Availability of data and materials
C-X-C chemokine receptor
Extracellular signal-regulated kinase
Expressed sequence tag
Granulocyte macrophage-colony stimulating factor
Type 2 innate lymphoid cells
Idiopathic pulmonary fibrosis
JUN N-terminal kinase
Mitogen-activated protein kinase
Nuclear factor κB
Similar expression to fibroblast growth factor
α-smooth muscle actin
Tumor necrosis factor-α
Tumor necrosis factor receptor-associated factor 6
Barratt SL, Creamer A, Hayton C, Chaudhuri N. Idiopathic pulmonary fibrosis (IPF): an overview. J Clin Med. 2018;7(8):201.
Martinez FJ, Collard HR, Pardo A, Raghu G, Richeldi L, Selman M, et al. Idiopathic pulmonary fibrosis. Nat Rev Dis Primers. 2017;3:17074.
Chanda D, Otoupalova E, Smith SR, Volckaert T, De Langhe SP, Thannickal VJ. Developmental pathways in the pathogenesis of lung fibrosis. Mol Aspects Med. 2019;65:56–69.
Lee JM, Yoshida M, Kim MS, Lee JH, Baek AR, Jang AS, et al. Involvement of alveolar epithelial cell necroptosis in idiopathic pulmonary fibrosis pathogenesis. Am J Respir Cell Mol Biol. 2018;59(2):215–24.
Song X, Qian Y. IL-17 family cytokines mediated signaling in the pathogenesis of inflammatory diseases. Cell Signal. 2013;25(12):2335–47.
Ito Y, Correll K, Zemans RL, Leslie CC, Murphy RC, Mason RJ. Influenza induces IL-8 and GM-CSF secretion by human alveolar epithelial cells through HGF/c-Met and TGF-alpha/EGFR signaling. Am J Physiol Lung Cell Mol Physiol. 2015;308(11):L1178–88.
Aulakh GK. Neutrophils in the lung: “the first responders.” Cell Tissue Res. 2018;371(3):577–88.
Pelaia G, Gallelli L, D’agostino B, Vatrella A, Cuda G, Fratto D, et al. Effects of TGF-beta and glucocorticoids on map kinase phosphorylation, IL-6/IL-11 secretion and cell proliferation in primary cultures of human lung fibroblasts. J Cell Physiol. 2007;210(2):489–97.
Cook SA, Schafer S. Hiding in plain sight: interleukin-11 emerges as a master regulator of fibrosis, tissue integrity, and stromal inflammation. Annu Rev Med. 2020;71:263–76.
Montero P, Milara J, Roger I, Cortijo J. Role of JAK/STAT in interstitial lung diseases; molecular and cellular mechanisms. Int J Mol Sci. 2021;22(12):6211.
Prele CM, Yao E, O’donoghue RJ, Mutsaers SE, Knight DA. STAT3: a central mediator of pulmonary fibrosis? Proc Am Thorac Soc. 2012;9(3):177–82.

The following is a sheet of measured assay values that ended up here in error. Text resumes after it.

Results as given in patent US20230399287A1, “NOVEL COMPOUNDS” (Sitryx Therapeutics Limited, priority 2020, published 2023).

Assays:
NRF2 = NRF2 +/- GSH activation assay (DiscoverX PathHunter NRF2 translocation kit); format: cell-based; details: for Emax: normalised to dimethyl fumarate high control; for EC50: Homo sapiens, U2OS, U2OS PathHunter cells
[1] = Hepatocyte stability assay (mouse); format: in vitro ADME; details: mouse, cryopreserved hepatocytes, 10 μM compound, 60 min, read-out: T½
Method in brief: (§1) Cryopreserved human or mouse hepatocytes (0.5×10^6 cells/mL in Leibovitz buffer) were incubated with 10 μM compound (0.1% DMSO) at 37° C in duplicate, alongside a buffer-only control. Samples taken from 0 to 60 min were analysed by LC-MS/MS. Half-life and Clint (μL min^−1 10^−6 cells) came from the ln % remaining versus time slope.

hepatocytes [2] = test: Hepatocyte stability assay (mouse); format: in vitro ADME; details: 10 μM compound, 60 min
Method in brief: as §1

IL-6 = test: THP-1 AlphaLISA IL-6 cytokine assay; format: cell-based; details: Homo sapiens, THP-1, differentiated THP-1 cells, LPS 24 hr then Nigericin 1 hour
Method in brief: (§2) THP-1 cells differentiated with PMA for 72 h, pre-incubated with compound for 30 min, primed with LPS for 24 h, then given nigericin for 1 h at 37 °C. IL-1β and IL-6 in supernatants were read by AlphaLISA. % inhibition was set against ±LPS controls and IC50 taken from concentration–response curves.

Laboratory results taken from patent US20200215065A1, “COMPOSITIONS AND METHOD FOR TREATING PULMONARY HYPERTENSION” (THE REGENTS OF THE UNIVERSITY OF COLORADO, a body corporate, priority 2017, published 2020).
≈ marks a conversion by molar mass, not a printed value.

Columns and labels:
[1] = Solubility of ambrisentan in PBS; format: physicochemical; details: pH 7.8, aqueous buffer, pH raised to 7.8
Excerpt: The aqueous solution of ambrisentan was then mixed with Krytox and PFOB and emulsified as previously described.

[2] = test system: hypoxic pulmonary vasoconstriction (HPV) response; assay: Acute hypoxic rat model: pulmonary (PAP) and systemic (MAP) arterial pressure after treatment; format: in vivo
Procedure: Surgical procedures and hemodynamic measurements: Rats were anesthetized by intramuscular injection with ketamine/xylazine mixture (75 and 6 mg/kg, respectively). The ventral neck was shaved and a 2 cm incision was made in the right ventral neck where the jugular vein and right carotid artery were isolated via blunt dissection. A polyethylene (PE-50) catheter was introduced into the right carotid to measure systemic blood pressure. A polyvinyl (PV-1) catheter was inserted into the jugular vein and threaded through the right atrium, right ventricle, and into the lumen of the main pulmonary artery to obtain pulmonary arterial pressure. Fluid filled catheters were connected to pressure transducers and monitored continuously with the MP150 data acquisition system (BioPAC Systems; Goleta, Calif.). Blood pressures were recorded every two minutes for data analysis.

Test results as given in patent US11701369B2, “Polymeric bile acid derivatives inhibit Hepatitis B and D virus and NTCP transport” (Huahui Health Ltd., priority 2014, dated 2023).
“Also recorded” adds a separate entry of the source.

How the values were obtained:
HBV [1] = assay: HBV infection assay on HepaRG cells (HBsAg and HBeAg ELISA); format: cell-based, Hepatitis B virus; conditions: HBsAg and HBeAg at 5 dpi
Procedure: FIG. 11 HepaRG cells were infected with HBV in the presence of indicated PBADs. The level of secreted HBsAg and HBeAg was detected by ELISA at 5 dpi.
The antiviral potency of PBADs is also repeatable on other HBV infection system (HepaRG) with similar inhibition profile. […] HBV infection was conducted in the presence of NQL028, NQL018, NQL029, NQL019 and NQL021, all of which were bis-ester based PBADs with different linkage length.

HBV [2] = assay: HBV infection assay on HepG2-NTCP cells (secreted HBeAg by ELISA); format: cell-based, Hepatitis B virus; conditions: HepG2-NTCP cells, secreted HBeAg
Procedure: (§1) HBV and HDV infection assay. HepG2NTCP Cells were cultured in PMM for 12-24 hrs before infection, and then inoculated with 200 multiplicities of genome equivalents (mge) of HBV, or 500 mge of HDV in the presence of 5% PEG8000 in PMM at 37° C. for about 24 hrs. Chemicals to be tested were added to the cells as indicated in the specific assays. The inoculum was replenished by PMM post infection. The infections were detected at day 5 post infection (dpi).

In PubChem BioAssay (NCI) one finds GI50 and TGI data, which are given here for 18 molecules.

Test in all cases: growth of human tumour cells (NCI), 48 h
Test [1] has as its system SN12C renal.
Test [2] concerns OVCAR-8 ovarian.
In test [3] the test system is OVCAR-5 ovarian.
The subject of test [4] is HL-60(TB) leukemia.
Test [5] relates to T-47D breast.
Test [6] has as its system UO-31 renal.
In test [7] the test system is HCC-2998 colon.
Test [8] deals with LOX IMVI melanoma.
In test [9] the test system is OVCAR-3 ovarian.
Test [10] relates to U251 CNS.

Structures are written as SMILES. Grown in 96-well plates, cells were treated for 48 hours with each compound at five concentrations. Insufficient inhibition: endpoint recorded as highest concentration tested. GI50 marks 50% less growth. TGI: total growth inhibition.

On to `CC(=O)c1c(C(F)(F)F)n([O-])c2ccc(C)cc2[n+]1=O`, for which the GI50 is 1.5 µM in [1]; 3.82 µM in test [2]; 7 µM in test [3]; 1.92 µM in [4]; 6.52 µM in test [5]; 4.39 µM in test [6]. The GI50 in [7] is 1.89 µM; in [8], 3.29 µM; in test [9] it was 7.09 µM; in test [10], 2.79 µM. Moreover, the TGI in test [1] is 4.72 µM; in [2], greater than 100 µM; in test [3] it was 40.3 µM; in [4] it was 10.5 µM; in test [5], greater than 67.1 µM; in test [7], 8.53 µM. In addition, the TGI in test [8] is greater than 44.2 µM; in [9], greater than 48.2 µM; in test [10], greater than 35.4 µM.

Jaffar J, Mcmillan L, Wilson N, Panousis C, Hardy C, Cho HJ, et al. Coagulation Factor-XII induces interleukin-6 by primary lung fibroblasts: a role in idiopathic pulmonary fibrosis? Am J Physiol Lung Cell Mol Physiol. 2021;322(2):L258–72.
Celada LJ, Kropski JA, Herazo-Maya JD, Luo W, Creecy A, Abad AT, et al. PD-1 up-regulation on CD4(+) T cells promotes pulmonary fibrosis through STAT3-mediated IL-17A and TGF-beta1 production. Sci Transl Med. 2018;10(460):eaar8356.
Yamaguchi S, Nambu A, Numata T, Yoshizaki T, Narushima S, Shimura E, et al. The roles of IL-17C in T cell-dependent and -independent inflammatory diseases. Sci Rep. 2018;8(1):15750.
Starnes T, Broxmeyer HE, Robertson MJ, Hromas R. Cutting edge: IL-17D, a novel member of the IL-17 family, stimulates cytokine production and inhibits hemopoiesis. J Immunol. 2002;169(2):642–6.
Yao Z, Painter SL, Fanslow WC, Ulrich D, Macduff BM, Spriggs MK, et al. Human IL-17: a novel cytokine derived from T cells. J Immunol. 1995;155(12):5483–6.
Fossiez F, Djossou O, Chomarat P, Flores-Romo L, Ait-Yahia S, Maat C, et al. T cell interleukin-17 induces stromal cells to produce proinflammatory and hematopoietic cytokines. J Exp Med. 1996;183(6):2593–603.
Korn T, Bettelli E, Oukka M, Kuchroo VK. IL-17 and Th17 Cells. Annu Rev Immunol. 2009;27:485–517.
Ding Y, Ao J, Ai C, Chen X. Molecular and functional identification of three interleukin-17A/F (IL-17A/F) homologues in large yellow croaker (Larimichthys crocea). Dev Comp Immunol. 2016;55:221–32.
Kolls JK, Linden A. Interleukin-17 family members and inflammation. Immunity. 2004;21(4):467–76.
Yao Z, Fanslow WC, Seldin MF, Rousseau AM, Painter SL, Comeau MR, et al. Herpesvirus Saimiri encodes a new cytokine, IL-17, which binds to a novel cytokine receptor. Immunity. 1995;3(6):811–21.
Gaffen SL. Structure and signalling in the IL-17 receptor family. Nat Rev Immunol. 2009;9(8):556–67.